When Dominican Sister of Hope Linda Rivers, OP entered the convent, her allowance was $0. Eventually, she was given a budget, but it was measly, to say the least. The allowance meant for personal items wasn’t nearly enough to purchase Christmas gifts. So, Sister Linda got crafty. Although she concedes that she’s far from professional, she learned to hand-make gifts for her family and friends each year. She started crafting each January and she worked on gifts throughout the year. Her hard work paid off: fifty-five years after she first entered the convent, her loved ones still cherish the gifts and proudly display them in t
Below, Sister Linda offers some suggestions for getting your craft on. The first step, of course: stop worrying about your skill level and concentrate on the enjoyment your loved ones will get knowing that you put time and effort into their one-of-a-kind present.
Sister Linda Rivers
1. Go traditional
For Christmas, homemade ornaments are an excellent keepsake gift. Luckily, they can be made from anything from paper to cloth to miscellaneous household items. Sister Linda’s favorite was a carriage made from an upside-down walnut shell with acorn tops for wheels and a pom-pom bear inside. Rather than gifting a single ornament, Sister Linda made sets of six. Her family loved unwrapping a new set each year; to this day, her step-sister’s tree is covered in the handmade, original ornaments. Suggestions for homemade ornaments can be found at pioneersettler.com.
2. Start Stitching
Sister Linda picked up cross-stitching, which allowed her to stitch placemats, toilet paper containers, and the like. Knitting, sewing, crocheting, and cross-stitching are all great skills to utilize for present-making beyond the traditional knitted scarf.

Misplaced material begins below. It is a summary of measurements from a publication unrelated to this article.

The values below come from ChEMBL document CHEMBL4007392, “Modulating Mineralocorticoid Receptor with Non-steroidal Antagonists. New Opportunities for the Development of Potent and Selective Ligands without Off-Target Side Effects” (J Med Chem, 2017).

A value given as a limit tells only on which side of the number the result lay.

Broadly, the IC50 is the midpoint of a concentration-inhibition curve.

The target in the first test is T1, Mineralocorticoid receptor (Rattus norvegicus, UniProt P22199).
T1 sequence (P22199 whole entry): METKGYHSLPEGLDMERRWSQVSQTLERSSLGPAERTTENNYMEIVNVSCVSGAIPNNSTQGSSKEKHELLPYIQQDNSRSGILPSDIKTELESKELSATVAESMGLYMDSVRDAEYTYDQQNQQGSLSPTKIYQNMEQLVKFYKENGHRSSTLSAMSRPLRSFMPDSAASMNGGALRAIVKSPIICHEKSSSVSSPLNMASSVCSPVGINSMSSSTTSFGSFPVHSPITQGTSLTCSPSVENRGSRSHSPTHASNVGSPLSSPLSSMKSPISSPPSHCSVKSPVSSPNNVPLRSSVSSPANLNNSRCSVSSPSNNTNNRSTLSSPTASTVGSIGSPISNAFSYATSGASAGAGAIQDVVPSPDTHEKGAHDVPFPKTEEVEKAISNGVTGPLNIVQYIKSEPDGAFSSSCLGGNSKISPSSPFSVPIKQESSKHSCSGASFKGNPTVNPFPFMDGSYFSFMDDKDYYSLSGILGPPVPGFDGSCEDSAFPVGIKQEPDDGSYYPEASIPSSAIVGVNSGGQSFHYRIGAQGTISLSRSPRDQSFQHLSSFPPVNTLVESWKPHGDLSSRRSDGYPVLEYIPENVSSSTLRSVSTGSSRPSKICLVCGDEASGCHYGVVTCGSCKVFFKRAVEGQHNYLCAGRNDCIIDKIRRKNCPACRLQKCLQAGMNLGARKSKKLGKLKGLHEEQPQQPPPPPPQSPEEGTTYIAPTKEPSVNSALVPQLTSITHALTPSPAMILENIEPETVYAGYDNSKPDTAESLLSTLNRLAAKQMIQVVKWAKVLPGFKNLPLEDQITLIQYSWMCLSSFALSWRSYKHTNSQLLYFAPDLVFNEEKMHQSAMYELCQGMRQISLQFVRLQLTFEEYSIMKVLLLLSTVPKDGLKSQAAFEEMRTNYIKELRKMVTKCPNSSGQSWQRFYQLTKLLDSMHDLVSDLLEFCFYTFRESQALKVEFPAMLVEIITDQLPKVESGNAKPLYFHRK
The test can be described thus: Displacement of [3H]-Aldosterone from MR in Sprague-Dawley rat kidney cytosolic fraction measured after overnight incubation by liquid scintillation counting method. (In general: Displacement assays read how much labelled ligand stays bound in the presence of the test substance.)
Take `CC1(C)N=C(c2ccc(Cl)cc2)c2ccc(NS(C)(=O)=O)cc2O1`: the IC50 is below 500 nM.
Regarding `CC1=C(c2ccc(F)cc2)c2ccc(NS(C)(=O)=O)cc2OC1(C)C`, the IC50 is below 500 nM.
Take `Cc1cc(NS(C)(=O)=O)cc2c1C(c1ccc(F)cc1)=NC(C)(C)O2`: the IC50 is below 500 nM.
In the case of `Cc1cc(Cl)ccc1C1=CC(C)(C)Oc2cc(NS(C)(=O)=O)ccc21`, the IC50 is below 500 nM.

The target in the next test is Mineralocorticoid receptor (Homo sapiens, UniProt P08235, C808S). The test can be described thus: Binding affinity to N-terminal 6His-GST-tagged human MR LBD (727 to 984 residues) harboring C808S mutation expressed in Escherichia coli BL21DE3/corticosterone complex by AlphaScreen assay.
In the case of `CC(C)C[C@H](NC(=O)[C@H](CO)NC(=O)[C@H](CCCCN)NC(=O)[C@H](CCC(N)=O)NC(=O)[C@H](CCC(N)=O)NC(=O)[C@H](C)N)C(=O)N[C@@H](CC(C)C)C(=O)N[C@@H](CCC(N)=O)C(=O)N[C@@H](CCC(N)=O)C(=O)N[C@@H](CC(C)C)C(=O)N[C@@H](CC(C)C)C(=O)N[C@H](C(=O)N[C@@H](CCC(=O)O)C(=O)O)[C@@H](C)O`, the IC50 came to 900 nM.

3. Think of Decorations
If a homemade walnut-shell-carriage-ornament isn’t of interest, there’s still hope: basic household items can be used for many other practical gifts, too. Wreaths, lit-up stars, and candle holders all have the potential to make a big impression, and to become a beloved Christmas decoration to use year after year.
4. Try Origami
It’s more than just little birds. Luckily, paper banners are on-trend right now, and they can be made with no prior experience. While origami makes for great holiday party decor, it’s also an adornment that can be hung and enjoyed in every season. Some of our favorite examples of holiday origami can be found here, here, here, and here.
5. Consider Your Talents
In the end, Sister Linda says that the most important part of homemade gifts is to start with your own skills and interests. Do you hate crafts but love to cook? Take advantage of that by whipping up some favorites or creating a cookbook of favorite recipes. After all, homemade gifts usually require a small budget but a large time commitment, so you’ll benefit, too, if you start with what you enjoy.
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